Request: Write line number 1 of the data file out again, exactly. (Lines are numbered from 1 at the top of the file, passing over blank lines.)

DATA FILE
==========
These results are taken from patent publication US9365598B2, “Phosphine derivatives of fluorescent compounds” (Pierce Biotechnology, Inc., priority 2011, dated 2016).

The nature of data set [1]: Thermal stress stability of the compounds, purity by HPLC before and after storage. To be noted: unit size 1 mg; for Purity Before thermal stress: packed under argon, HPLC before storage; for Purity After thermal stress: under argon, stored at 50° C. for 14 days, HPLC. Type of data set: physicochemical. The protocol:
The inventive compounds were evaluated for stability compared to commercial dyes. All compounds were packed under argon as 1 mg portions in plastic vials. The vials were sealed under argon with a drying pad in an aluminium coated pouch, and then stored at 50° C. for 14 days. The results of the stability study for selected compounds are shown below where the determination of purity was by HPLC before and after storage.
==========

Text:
These results are taken from patent publication US9365598B2, “Phosphine derivatives of fluorescent compounds” (Pierce Biotechnology, Inc., priority 2011, dated 2016).